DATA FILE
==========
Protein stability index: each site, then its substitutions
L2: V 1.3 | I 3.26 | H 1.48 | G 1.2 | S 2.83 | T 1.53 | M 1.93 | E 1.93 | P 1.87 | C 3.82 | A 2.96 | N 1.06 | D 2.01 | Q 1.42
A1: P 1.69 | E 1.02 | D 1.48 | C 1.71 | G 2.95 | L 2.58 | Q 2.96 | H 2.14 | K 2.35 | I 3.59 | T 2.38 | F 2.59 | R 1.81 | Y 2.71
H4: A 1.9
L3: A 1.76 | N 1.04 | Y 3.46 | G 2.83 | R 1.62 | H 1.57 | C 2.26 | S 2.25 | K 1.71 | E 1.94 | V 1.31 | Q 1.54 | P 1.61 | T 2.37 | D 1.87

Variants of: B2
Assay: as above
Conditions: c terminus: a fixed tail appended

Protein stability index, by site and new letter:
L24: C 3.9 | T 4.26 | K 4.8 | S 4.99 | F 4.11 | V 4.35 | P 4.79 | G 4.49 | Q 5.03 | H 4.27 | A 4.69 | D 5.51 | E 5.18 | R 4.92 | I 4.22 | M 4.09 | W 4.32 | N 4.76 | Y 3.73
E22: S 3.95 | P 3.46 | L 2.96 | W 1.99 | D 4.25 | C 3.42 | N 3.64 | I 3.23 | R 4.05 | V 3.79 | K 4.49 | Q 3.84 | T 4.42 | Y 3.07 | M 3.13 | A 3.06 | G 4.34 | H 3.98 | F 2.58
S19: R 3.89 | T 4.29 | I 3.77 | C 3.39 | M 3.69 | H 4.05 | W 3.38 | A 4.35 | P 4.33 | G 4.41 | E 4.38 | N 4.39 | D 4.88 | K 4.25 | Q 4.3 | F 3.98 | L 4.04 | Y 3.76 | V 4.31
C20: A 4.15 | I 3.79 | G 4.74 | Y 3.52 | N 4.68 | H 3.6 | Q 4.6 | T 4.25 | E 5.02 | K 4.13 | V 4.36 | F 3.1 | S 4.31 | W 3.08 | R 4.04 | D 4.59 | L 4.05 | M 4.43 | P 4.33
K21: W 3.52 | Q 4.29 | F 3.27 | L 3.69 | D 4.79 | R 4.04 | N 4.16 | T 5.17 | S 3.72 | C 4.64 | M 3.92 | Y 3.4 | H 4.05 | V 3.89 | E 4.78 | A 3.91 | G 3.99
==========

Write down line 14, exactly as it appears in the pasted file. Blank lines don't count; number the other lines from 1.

K21: W 3.52 | Q 4.29 | F 3.27 | L 3.69 | D 4.79 | R 4.04 | N 4.16 | T 5.17 | S 3.72 | C 4.64 | M 3.92 | Y 3.4 | H 4.05 | V 3.89 | E 4.78 | A 3.91 | G 3.99